The new map, along with “anti-gerrymandering” legislation proposed by the Republicans last month, is the latest repudiation of a Democratic plan critics charge is “blatantly designed” to weaken GOP political control.
Republicans said Tuesday that their map is “politically blind,” with districts that are “more contiguous and compact” to keep communities from being “splintered” apart in separate districts. The GOP map at first glance more closely resembles the 10-year-old current map than the one proposed by Democrats last month.
GOP Councilman Dennis Shepherd on Tuesday criticized Democrats for proposing a map with zigzagging boundaries that, he said, make his Fourth District look like “Cape Cod” to capture more Democratic voters.
“The original maps were obviously drawn with no public input” Shepherd said, “and were admittedly politicized with the sole purpose of re-electing incumbents and disenfranchising challengers.”
The public will have a chance to comment on both proposed maps at a 7 p.m. council Intergovernmental Committee meeting tonight at City Hall. A final vote is not expected for weeks—but will likely come before the November elections.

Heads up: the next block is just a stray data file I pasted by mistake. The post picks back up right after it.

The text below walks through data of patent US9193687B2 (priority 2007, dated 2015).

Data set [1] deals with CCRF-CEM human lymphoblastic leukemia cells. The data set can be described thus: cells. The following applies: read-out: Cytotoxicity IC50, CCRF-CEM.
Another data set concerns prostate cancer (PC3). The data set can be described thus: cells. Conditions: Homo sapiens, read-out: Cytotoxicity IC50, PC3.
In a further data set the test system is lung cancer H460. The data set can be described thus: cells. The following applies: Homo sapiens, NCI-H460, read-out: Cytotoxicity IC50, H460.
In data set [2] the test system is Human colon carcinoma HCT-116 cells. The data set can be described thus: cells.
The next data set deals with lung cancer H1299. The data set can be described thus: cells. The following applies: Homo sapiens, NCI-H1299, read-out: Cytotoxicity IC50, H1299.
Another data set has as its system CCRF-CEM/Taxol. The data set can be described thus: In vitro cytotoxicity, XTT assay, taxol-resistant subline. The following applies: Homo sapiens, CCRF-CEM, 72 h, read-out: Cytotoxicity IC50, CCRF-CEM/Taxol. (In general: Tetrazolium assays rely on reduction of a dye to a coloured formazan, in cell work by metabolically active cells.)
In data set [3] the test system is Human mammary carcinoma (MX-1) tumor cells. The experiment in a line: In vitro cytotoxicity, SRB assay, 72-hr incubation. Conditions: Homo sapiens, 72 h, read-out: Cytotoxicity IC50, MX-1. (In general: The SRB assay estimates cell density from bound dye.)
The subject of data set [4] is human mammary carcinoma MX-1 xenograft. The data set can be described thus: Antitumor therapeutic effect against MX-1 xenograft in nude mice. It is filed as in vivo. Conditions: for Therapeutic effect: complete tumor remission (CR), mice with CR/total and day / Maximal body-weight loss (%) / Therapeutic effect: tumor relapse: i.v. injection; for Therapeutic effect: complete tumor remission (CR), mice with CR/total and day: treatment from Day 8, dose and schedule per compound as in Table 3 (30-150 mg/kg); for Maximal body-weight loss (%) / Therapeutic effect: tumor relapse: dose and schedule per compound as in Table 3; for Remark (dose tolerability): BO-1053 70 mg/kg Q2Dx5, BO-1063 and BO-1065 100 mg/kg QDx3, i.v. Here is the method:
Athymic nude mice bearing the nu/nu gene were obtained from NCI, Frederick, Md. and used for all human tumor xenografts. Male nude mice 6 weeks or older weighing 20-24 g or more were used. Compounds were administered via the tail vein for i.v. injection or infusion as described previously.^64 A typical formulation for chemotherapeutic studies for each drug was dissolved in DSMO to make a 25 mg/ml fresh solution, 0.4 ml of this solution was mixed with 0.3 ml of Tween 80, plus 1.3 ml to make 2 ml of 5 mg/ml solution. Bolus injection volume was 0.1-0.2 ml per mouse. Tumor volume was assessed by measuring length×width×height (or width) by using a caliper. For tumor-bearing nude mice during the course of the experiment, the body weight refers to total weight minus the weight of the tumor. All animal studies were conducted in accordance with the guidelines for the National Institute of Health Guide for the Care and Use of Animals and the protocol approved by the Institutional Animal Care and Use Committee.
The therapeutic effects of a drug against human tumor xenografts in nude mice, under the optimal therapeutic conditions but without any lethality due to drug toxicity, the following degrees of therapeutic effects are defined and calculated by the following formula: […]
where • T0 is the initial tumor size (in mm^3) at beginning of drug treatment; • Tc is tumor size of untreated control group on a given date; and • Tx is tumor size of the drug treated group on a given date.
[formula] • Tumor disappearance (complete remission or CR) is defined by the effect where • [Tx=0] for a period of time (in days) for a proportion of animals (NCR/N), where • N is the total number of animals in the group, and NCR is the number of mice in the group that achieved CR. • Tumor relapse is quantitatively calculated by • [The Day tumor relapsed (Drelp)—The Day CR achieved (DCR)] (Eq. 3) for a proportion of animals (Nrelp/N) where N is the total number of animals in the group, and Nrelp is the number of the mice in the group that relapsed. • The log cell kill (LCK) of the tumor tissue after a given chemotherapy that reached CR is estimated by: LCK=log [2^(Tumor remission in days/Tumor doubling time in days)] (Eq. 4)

Democratic City Councilman Christopher Johnson said Tuesday the council will consider both the Democratic and Republican proposals before making a decision.
Democrats released a map on Jan. 19 showing their proposed new boundaries. Yonkers redraws those boundaries every decade following the release of updated U.S. Census data.
Democrats control the mayor’s office and the council for the first time in 40 years.
CAPTION: Republican Yonkers City Councilman Dennis Shepherd, right, discusses his party’s competing redistricting plan at a news conference Tuesday, Feb. 19, at City Hall. Shepherd is pictured with GOP Councilman Mike Breen, left, and Republican Council Minority Leader John Larkin. (Colin Gustafson/The Journal News)
The Republicans proposed map …